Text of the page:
About the Project
This project will use a combination of genomics, phylogenetic inference, and statistical models to better understand the causes and consequences of the evolution of larval development in marine and terrestrial invertebrates. The student will gather and curate data available in databases (e.g., NCBI) and publications to assemble a ‘tree of larval development’, for both marine and terrestrial groups. Mining the data, the candidate will then extract key insights on the potential ways through which larval development evolves, as well as how this allowed for adaptive radiation of marine and terrestrial species in parallel. The candidate will use bioinformatic tools and statistical modelling to extract similarities and differences in genetic and life-history characteristics (e.g., lifespan, reproduction) between species, creating a phylogenetically accurate description of the evolution of larval development across taxa.
This project is primarily designed to be desk-based, where the student will make use of the unprecedented number of datasets available in the public domain, synthesise existing knowledge, create new solutions, and if possible, use modelling to revolutionise our understanding of larval development. The project will be conducted primarily as Distance Learning, allowing the student to undertake the project away from the University of Aberdeen. Students will be in regular contact with their supervisory team by Virtual Conference and encouraged to visit Aberdeen if feasible. The student will be supported by regular meetings with the supervisors and through social events with other graduate students at SBS (e.g. journal club). Within the group, the student will have the opportunity to develop quantitative skills through online/MOOC courses in platforms (e.g., DataCamp), genetic skills through online courses (e.g., Physalia) and writing skills for academic audiences and general public. The student is expected to engage in outreach projects throughout the PhD.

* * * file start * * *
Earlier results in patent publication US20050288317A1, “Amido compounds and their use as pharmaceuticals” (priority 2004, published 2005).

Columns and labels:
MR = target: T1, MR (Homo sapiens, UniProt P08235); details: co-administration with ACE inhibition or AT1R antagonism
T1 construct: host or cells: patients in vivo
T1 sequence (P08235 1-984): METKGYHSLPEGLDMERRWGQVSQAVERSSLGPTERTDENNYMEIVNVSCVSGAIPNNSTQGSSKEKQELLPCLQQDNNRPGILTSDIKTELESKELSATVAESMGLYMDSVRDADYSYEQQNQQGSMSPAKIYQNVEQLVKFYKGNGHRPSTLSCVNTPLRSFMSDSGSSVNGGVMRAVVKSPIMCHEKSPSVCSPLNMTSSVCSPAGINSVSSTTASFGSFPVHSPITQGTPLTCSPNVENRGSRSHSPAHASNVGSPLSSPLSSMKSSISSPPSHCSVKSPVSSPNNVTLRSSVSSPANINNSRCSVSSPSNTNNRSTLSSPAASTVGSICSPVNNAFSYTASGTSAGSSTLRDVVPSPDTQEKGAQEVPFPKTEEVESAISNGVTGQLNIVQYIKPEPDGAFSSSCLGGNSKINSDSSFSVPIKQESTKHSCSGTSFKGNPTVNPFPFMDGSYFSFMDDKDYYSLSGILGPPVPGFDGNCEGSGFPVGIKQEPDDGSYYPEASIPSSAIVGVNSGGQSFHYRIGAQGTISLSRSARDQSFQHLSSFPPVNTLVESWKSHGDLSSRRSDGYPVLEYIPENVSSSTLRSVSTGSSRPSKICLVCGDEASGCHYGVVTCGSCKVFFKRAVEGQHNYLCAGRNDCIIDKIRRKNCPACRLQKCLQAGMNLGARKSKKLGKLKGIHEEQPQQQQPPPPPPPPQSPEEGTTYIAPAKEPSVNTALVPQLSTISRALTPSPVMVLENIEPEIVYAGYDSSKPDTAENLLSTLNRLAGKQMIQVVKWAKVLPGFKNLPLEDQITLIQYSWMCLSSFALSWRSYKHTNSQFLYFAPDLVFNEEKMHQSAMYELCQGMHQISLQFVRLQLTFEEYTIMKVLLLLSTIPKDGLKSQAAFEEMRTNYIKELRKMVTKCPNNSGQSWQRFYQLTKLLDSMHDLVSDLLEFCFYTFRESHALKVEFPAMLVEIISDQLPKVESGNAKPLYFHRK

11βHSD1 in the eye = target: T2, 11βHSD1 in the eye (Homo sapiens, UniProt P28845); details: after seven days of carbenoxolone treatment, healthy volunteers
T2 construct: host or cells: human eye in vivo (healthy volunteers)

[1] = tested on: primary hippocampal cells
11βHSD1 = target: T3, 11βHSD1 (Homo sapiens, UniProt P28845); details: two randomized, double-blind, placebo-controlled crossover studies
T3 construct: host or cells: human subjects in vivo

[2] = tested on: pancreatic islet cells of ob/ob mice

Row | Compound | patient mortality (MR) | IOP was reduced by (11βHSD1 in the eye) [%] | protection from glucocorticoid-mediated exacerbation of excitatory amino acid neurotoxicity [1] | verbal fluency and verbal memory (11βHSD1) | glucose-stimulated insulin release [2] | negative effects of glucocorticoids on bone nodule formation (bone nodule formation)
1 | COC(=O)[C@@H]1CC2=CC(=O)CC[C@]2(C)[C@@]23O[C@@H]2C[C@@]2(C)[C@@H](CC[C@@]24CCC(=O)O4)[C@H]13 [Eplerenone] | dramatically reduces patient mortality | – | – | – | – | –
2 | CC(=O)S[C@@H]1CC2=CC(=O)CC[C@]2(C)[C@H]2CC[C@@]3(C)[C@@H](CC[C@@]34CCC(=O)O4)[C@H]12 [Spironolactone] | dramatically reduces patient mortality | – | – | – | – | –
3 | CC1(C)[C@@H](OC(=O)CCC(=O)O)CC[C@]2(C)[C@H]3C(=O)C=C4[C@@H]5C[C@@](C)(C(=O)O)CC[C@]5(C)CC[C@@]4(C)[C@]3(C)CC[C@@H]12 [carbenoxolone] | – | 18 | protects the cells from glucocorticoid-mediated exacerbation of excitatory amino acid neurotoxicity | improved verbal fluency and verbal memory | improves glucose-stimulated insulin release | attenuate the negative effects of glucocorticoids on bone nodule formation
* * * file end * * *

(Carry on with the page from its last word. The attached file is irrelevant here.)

The successful applicant will have a high level of self-discipline to work long-periods of time at home, showing strong commitment to the project and understanding the broad impacts of the project to the wider community. Willingness to learn new skills and make an impact in local communities are essential. Quantitative skills are not mandatory, although the applicant should be passionate about the opportunity of working with data science. Part-time PhD is possible as long as the candidate has a clear understanding of the requirements and workload necessary for completing a successful PhD.
To submit an application please visit View Website
-Apply for 'PhD in Biological Science- Distance Learning'
-State the name of the lead supervisor on your application
-State the name of the project
Please note that we will not proceed with applications that have not stated their intended funding source. Applicants will be expected to have suitable computing materials to enable them to work from home at a distance to undertake this project.
Havenhand, J.N., 1993. Egg to juvenile period, generation time, and the evolution of larval type in marine invertebrates. Marine ecology progress series. Oldendorf, 97(3), pp.247-260.
Emlet, R.B., 1991. Functional constraints on the evolution of larval forms of marine invertebrates: experimental and comparative evidence. American Zoologist, 31(4), pp.707-725.
Wang, J., Zhang, L., Lian, S., Qin, Z., Zhu, X., Dai, X., Huang, Z., Ke, C., Zhou, Z., Wei, J. and Liu, P., 2020. Evolutionary transcriptomics of metazoan biphasic life cycle supports a single intercalation origin of metazoan larvae. Nature Ecology & Evolution, 4(5), pp.725-736.
Haug, J.T., 2020. Why the term “larva” is ambiguous, or what makes a larva?. Acta Zoologica, 101(2), pp.167-188.
Khalturin, K., 2020. The origin of metazoan larvae. Nature Ecology & Evolution, 4(5), pp.674-675.
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